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The Hippo Pathway Regulates Caveolae Expression and Mediates Flow Response via Caveolae

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Original languageEnglish
Pages (from-to)242-255.e6
Number of pages20
JournalCurrent Biology
Volume29
Issue number2
Early online date27 Dec 2018
DOIs
Publication statusPublished - 21 Jan 2019

Abstract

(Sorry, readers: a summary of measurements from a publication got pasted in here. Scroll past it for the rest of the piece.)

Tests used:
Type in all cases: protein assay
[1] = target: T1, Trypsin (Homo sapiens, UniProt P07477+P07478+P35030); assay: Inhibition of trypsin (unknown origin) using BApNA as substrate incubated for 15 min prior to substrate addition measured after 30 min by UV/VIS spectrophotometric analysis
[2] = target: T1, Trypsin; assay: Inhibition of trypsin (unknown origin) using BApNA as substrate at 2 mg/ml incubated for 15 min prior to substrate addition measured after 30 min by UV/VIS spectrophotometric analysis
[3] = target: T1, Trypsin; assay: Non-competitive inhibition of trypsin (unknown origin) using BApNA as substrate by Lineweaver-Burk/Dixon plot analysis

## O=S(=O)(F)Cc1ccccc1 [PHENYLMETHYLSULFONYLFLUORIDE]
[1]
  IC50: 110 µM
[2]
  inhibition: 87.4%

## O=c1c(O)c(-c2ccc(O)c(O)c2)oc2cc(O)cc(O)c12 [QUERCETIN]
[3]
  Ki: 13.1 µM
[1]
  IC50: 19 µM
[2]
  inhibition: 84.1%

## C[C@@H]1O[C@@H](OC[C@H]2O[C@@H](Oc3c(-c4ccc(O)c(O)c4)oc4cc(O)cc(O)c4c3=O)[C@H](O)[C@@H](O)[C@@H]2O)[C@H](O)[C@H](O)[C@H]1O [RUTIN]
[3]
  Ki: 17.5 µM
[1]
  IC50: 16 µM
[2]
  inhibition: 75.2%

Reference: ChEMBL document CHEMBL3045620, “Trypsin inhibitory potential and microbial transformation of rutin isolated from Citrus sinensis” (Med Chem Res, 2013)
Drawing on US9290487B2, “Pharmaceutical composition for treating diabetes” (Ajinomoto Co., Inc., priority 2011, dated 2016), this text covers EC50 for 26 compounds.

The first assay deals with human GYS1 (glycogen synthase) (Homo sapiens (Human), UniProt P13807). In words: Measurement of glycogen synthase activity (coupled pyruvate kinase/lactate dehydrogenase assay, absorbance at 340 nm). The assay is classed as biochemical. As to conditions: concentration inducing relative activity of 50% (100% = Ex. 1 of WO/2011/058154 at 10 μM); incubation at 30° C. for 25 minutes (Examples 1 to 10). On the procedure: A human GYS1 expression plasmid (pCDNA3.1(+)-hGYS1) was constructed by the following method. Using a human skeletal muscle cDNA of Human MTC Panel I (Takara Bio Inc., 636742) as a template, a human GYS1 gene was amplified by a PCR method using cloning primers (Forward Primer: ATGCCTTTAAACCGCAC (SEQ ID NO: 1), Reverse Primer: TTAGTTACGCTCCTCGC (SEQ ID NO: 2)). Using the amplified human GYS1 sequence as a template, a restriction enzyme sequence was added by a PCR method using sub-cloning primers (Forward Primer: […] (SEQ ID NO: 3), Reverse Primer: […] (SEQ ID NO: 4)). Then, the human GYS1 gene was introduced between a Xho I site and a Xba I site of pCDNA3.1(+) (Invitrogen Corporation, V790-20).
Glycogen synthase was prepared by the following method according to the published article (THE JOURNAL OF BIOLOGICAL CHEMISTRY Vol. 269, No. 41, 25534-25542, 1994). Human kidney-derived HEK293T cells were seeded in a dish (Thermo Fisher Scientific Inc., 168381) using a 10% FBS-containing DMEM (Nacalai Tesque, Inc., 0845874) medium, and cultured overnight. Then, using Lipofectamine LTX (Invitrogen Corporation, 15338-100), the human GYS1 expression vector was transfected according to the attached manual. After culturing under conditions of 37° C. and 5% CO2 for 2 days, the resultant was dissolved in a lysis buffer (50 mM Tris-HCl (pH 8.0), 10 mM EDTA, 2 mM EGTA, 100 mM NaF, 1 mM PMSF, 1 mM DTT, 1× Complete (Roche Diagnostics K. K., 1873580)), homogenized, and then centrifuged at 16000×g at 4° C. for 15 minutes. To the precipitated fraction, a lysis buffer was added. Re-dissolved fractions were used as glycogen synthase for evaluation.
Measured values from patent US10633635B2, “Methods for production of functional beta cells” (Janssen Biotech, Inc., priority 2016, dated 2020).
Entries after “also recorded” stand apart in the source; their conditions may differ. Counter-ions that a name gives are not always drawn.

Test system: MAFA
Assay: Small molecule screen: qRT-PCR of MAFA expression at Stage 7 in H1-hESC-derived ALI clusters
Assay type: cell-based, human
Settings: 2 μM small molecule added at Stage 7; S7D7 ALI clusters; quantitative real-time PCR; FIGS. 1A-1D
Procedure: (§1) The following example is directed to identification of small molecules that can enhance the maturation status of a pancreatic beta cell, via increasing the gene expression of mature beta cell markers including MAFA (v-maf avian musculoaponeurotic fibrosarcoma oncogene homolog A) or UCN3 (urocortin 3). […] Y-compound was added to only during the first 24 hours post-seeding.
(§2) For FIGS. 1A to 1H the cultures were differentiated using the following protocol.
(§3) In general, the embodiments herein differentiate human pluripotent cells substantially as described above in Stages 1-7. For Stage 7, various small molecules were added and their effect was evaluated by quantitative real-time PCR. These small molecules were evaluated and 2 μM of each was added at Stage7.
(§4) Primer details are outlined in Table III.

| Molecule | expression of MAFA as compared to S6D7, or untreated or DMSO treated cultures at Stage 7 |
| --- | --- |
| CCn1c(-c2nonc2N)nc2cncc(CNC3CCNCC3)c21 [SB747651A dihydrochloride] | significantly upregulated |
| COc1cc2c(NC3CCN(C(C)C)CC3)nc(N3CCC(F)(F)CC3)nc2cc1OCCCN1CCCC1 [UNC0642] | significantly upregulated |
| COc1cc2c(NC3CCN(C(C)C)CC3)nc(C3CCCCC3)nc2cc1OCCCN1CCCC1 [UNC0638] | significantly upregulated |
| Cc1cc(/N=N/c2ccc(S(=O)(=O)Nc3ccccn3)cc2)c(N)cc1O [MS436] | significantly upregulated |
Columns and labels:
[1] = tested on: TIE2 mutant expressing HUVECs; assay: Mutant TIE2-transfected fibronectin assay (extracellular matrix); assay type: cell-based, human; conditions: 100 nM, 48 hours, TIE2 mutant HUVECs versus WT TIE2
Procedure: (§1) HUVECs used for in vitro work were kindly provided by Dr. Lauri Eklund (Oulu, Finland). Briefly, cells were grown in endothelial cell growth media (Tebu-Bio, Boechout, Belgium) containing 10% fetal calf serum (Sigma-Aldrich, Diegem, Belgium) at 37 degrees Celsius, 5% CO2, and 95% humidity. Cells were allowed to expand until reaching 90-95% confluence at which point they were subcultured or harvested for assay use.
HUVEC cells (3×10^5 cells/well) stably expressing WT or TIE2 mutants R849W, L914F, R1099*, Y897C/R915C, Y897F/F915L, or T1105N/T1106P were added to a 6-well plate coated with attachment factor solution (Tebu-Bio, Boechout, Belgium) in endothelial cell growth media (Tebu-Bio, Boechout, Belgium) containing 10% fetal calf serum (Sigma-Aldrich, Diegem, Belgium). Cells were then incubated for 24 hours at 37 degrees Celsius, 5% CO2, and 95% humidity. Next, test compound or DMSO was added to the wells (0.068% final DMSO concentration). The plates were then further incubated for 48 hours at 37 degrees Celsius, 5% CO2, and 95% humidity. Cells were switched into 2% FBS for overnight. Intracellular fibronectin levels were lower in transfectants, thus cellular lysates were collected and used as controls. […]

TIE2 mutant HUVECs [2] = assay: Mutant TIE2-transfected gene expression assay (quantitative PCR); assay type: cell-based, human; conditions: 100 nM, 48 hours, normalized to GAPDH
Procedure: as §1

The Hippo pathway plays major roles in development, regeneration, and cancer. Its activity is tightly regulated by both diffusible chemical ligands and mechanical stimuli. The pathway consists of a series of kinases that can control the sub-cellular localization and stability of YAP or TAZ, homologous transcriptional co-factors. Caveolae, small (60–100 nm) bulb-like invaginations of the plasma membrane, are comprised predominantly of caveolin and cavin proteins and can respond to mechanical stimuli. Here, we show that YAP/TAZ, the major transcriptional mediators of the Hippo pathway, are critical for expression of caveolae components and therefore caveolae formation in both mammalian cells and zebrafish. In essence, without YAP/TAZ, the cell loses an entire organelle. CAVEOLIN1 and CAVIN1, the two essential caveolar genes, are direct target genes of YAP/TAZ, regulated via TEA domain (TEAD) transcription factors. Notably, YAP/TAZ become nuclear enriched and facilitate target gene transcription in cells with diminished levels of caveolae. Furthermore, caveolar-mediated shear stress response activates YAP/TAZ. These data link caveolae to Hippo signaling in the context of cellular responses to mechanical stimuli and suggest activity-based feedback regulation between components of caveolae and the outputs of the Hippo pathway.

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